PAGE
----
According to those factual allegations and the claims asserted in the FAC, the Court concludes that the Trustee Claims—which give rise to this declaratory action—would not have been established “but-for” Goggin and Goodwin’s alleged ECM-related misconduct. Indeed, the alleged formation and use of the ECM Entities to engage in selfinterested dealing benefiting themselves and those ECM Entities, all at the expense of U.S. Coal, are no collateral matters but rather the core of the Trustee Claims. “But for” Goggin and Goodwin’s roles as members/managers of ECM Entities, the FAC claims would fail.5

What does this mean for our clients?

As with all litigation, this case is fact-specific. The exact wording of the policy, the activities of the insured and the precise allegations of the claim form the basis of a unique situation.

The most important lessons, however, can be clearly stated:

  • Every word of the policy counts.
  • Courts will not rewrite policies to expand coverage.

Every word of the policy counts.

In the policy at issue, coverage was triggered by a claim against the directors in their capacity as directors. Coverage was excluded for any claim that arose from or involved actions undertaken in a different capacity. In a case in which claims alleging actions undertaken in both capacities, the claim would be excluded from coverage.

Courts will not rewrite policies to expand coverage.

While the court noted that some of the allegations of the claims did arise from the individuals’ insured capacity, those allegations also involved actions performed in an uninsured capacity. Had the insureds not performed actions as member/managers of the investment vehicles (“but for”), they would not be facing the particular claims at issue in this case.

In the court’s words: “A claim does not ‘arise out of’ a circumstance or conduct if, independent of that circumstance or conduct, the claim is still valid.” The claims against the individuals were still valid, whether they had been directors or not.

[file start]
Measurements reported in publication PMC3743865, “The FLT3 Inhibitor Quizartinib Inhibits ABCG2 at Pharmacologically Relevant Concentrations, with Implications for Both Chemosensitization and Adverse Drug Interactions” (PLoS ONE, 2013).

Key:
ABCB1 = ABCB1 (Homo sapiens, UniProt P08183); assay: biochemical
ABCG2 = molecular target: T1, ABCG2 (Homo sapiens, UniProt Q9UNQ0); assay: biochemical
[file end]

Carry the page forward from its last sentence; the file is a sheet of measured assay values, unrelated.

Could this case have been decided differently?

This may not be the end of judicial determination in this matter. One key factor is the case’s procedural position. This opinion was rendered after the individuals moved for “judgment on the pleadings,” meaning that the court was limited in its consideration to the basic pleadings. Based on that very information, the court could not decide disputed facts or review discovery, as none were before it.

It is entirely possible that, after discovery is undertaken and further facts developed, the court would come to a different conclusion.

Capacity is a bedrock issue for D&O carriers, however, and it is likely that the carrier will vigorously resist any effort to expand coverage to uninsured capacities.

As always, Gallagher professionals are ready to assist.

Important Note: This publication of Advisor is not intended to offer legal advice. Any descriptions of coverage provided herein are not intended as an interpretation of coverage. Policy descriptions do not include all the policy terms and conditions contained in an actual policy, and should not be relied on for coverage interpretations. An actual insurance policy must always be consulted for full coverage details.

  1. One reason such questions arise is that many modern corporations provide far-reaching indemnification for managers. It is important to note that D&O insurance is not co-terminus with such indemnification obligations.
  2. No. N17C-10-083 PRW CCLD (Super. Ct. Del. Nov. 30, 2018).
  3. “But for” the individuals’ role controlling the investment vehicles, they could not have committed the acts alleged.
  4. “Outside Entity” is a defined term in the policy. There was no allegation that the investment vehicles met the definition of “Outside Entity.”
  5. Goggin v. Nat’l Union Fire Ins. Co., 2018 Del. Super. LEXIS 1533, *12, 2018 WL 6266195